Good advice, TJ---all of it. Ian, just because it's a good opportunity to lay down a "how to solder" post, I'm going to pretend you know less about it than you do, so please forgive me. Your patience will allow me to be wordier. *L* Thanks!
For beginners: soldering is not like glueing with hot metal. You are using heat to get several metals to create a molecular bond, not just stick together. So, some basics:
1. Clean your soldering iron tip first. You can accomplish this (and reclean as you go) simply by letting it heat up nice and hot, then wiping the tip against a wet sponge. I realize you may think this will melt the sponge, but it won't. Immediately afterwards, melt some solder against the tip of your soldering iron so it's coated with nice, shiny metal that conducts heat well. This is called tinning the iron because solder is a mix of lead, tin, and other metals.
2. Make sure your surface is clean and the metals are items that will bond with solder. Copper, brass, and any alloys of the two will bond; stainless steel and iron will not. Sorry, but that's how it works.
3. Mechanical attachment comes first: loop the wire through the eyelet, twist two wires together, or whatever it takes to get the thing attached before you solder. Try not to make the joint depend upon solder, alone, because solder can break off.
5. Flux. Flux is a chemical compound that is applied before you solder. It cleans the metal. Use it if you have it. If you still are having trouble, invest in some: it's cheap.
6. Choose your solder. There's solid solder for plumbing, rosin core for electronics, and acid core for sheet metal or plumbing: it's not what you want. It will eat at your connections long after you're done.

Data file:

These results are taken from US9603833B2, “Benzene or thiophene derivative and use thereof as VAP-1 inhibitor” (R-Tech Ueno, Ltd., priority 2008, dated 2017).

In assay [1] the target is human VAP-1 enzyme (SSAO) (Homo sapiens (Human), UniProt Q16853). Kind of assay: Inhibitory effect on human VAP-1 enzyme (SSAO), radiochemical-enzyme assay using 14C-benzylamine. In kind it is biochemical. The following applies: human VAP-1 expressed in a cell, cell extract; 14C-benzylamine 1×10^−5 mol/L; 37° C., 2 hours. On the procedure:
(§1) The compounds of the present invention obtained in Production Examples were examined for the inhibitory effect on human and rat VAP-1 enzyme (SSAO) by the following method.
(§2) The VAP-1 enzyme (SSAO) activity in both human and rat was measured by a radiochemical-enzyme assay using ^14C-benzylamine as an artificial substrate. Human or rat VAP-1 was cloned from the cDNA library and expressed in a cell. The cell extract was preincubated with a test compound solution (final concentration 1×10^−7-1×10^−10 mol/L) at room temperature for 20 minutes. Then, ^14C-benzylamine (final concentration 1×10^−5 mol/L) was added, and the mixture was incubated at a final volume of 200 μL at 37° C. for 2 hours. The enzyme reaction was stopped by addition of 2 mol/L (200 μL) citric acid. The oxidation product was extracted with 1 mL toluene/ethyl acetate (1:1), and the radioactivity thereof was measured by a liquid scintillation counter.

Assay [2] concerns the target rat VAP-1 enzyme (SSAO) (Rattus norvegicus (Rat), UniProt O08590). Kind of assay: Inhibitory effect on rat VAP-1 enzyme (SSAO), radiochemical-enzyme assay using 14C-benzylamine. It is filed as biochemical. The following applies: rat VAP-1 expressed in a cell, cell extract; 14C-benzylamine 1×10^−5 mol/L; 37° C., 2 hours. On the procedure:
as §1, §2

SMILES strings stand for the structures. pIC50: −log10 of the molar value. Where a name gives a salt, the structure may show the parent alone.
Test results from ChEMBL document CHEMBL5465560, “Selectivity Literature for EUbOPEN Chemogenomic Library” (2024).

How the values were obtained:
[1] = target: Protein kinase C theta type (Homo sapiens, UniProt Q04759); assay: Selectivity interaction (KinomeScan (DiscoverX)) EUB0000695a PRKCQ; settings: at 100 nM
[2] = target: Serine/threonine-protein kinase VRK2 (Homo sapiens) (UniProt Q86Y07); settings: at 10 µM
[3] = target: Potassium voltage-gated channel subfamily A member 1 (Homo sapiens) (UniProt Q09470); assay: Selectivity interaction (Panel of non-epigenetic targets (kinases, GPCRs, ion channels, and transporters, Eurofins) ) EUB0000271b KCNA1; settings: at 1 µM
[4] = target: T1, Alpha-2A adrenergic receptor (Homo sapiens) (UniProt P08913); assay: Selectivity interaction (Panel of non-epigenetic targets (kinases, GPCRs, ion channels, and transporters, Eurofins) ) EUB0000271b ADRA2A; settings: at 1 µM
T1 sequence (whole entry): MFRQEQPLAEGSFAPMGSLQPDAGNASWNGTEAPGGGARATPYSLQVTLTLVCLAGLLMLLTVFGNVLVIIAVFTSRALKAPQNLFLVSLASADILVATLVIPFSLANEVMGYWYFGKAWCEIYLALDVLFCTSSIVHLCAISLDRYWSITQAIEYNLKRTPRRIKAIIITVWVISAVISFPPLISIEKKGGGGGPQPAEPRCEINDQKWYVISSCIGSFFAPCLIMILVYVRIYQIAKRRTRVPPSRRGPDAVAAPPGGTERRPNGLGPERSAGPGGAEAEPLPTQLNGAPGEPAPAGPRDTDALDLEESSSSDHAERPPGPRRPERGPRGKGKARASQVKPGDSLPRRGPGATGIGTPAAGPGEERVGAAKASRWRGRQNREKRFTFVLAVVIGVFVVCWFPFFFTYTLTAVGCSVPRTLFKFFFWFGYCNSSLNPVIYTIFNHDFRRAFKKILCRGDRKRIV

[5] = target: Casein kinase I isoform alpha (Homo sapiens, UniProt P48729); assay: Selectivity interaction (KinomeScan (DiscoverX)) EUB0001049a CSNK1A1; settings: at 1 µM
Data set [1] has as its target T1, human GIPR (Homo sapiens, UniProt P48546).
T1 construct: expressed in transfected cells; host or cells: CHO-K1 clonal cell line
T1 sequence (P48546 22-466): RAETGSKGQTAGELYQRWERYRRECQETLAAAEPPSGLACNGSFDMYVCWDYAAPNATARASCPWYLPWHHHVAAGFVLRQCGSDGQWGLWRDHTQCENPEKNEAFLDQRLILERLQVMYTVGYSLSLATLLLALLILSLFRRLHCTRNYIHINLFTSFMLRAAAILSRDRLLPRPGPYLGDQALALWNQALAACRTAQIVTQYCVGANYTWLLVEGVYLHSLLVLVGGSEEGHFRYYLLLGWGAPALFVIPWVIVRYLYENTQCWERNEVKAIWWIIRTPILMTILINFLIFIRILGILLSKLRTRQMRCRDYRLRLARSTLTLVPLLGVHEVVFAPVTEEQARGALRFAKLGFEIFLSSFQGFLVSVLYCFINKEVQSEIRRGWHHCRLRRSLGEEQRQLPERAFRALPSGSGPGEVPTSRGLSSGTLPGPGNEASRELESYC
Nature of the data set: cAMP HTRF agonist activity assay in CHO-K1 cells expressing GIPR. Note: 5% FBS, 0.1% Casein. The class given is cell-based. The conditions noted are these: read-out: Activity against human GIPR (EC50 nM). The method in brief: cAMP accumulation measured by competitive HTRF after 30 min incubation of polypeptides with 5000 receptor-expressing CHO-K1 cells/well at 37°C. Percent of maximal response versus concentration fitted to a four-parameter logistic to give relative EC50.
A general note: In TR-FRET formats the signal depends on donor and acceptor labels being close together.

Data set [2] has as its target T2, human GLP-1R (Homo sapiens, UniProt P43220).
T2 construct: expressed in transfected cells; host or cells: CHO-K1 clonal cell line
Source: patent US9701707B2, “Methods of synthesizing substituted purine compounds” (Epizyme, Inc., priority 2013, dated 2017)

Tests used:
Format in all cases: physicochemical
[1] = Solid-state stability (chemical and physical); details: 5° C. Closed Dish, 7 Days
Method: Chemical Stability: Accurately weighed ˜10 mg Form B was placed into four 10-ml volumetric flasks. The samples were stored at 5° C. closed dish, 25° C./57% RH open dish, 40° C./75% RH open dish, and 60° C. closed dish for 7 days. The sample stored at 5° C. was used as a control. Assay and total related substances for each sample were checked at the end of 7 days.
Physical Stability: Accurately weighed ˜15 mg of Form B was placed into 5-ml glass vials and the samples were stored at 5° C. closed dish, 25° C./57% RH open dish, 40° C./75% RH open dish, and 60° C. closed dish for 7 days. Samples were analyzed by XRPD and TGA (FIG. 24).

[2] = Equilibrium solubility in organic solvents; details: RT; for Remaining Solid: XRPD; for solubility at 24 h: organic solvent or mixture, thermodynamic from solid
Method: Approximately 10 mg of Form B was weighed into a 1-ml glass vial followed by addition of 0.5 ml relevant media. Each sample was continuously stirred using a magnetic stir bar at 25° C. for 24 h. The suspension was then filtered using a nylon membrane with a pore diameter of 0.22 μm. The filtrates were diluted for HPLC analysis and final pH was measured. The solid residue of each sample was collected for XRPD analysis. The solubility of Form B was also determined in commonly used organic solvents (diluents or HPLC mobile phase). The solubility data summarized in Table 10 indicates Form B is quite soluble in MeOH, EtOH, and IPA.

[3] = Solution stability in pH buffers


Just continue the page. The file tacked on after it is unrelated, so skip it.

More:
5. "Heat from below" and "Heat the work, not the solder" are the two best sayings to learn from. If at all possible, get the tip of your iron underneath and let the heat rise through both items. That way, by the time the solder is hot enough to melt, both items you are trying to connect are hot enough, too. So, heat the pickup plate where the wire is attached, and let the solder press against the top. As it heats, the flux will sizzle and smoke, cleaning your surfaces. The heat will rise through the plate and heat the wire, then heat the solder, which will melt and flow down through the wire to the plate and leave you with a pretty, shiny new connection.
Finally, if none of the above is happening, your soldering iron is probably too small. Weller makes a pistol-style soldering iron which has it's flaws, but it's probably the most popular and has adequate heating ability. Best of luck!